Good morning! Today’s math is Voronoi Diagrams, but I’ll lead into it with some Geometry. Suppose you have two points A and B, and wonder which points on the plane are closer to A and which are closer to B. Maybe A and B are schools, and this is for figuring out districts, or maybe they are pizza places and you’re wondering where to order from. It turns out that the border between the two regions is on the perpendicular bisector of A and B.

But what if there are three points? It’s a little more complicated, but the boundaries are still made up from the perpendicular bisectors of the different pairs of points. And this idea continues even when there are more points, as this picture shows.

Diagrams like these are called Voronoi Diagrams named after Ukrainian mathematician Georgy Feodosevich Voronoy (also written as Georgii Voronoi).

He was born in the village of Zhuravka in the north central part of Ukraine on April 28, 1868, and while he was still in the equivalent of high school he solved and published the result of a problem in algebra. He then went to the University of St. Petersburg in Russia, first as an undergraduate but eventually as a doctoral student under Andrey Markov (himself well known because of something called Markov Chains, which are ways of calculating probabilities). Both his Master’s thesis and his doctoral thesis were awarded the Bunyakovsky prize for outstanding work in mathematics by the St Petersburg Academy of Sciences.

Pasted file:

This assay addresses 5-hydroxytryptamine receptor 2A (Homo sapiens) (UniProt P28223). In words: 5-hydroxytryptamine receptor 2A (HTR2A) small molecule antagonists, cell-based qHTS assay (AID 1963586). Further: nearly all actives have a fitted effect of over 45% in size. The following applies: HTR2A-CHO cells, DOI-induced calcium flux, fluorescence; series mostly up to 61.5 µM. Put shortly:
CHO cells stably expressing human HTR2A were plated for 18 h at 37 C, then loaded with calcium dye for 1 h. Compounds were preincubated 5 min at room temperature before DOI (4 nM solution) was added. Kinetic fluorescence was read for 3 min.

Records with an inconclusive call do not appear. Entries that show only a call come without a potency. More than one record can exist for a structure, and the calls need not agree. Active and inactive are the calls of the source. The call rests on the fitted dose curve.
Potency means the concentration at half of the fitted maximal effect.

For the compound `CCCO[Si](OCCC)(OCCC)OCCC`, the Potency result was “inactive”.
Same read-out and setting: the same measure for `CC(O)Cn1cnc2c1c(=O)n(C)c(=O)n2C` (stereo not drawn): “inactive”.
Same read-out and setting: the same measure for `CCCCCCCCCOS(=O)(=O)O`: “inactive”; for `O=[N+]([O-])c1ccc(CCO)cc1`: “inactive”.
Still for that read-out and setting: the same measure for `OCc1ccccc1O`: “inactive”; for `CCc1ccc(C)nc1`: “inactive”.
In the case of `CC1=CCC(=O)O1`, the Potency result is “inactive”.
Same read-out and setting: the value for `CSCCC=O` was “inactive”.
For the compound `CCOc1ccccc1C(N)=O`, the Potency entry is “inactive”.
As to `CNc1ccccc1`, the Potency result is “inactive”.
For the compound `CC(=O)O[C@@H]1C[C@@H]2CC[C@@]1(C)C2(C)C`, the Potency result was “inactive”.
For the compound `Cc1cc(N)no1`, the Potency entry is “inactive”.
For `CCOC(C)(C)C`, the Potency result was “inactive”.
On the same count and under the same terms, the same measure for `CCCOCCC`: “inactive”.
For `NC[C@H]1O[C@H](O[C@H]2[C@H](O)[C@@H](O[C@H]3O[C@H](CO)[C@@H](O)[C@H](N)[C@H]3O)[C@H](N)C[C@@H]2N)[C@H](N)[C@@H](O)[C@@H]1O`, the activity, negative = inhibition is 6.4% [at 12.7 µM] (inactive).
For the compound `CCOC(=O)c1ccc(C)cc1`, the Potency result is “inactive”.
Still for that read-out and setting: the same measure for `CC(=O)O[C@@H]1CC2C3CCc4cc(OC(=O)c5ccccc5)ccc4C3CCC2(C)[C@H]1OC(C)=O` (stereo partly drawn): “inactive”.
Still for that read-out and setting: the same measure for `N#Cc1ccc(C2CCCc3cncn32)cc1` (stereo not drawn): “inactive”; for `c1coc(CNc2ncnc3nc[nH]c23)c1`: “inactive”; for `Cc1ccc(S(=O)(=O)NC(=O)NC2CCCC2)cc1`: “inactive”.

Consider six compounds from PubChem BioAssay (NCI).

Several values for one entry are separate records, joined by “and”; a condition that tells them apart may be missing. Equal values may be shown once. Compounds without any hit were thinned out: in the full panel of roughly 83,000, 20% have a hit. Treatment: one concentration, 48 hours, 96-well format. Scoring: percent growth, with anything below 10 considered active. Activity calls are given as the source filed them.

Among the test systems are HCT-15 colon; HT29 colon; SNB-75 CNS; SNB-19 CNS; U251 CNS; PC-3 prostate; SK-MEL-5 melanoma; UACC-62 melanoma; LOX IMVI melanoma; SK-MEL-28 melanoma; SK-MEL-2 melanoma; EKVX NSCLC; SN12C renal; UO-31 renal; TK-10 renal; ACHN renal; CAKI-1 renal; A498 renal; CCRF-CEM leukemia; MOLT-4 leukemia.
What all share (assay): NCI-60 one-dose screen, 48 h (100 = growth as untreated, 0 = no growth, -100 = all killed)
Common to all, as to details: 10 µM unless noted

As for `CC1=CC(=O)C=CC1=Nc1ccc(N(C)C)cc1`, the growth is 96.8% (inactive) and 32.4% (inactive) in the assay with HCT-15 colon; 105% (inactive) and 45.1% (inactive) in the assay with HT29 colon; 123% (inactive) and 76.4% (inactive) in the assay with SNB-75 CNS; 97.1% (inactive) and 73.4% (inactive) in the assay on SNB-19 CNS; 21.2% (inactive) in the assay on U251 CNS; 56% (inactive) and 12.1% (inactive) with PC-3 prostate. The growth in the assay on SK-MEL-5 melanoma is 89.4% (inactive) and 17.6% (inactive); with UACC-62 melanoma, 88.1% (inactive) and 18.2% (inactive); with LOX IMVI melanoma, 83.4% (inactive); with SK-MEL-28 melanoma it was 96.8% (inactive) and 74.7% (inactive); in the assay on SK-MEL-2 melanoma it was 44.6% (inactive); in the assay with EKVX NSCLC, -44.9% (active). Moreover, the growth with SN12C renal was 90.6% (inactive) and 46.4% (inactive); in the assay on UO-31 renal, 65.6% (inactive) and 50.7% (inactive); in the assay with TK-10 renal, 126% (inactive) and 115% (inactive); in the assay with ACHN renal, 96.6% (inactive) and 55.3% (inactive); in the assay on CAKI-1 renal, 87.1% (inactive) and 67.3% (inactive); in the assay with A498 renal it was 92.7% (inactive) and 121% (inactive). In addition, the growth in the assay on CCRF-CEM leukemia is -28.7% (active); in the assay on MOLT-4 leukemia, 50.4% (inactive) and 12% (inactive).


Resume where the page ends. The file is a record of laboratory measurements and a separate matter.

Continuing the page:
Voronoy became a professor at the University of Warsaw in Poland, where he continued to do research and also supervise students: one of his students was Wacław Sierpiński, for whom Sierpinski triangles are named. When he was only 40 years old he developed severe gallstones, and passed away on November 20, 1908.

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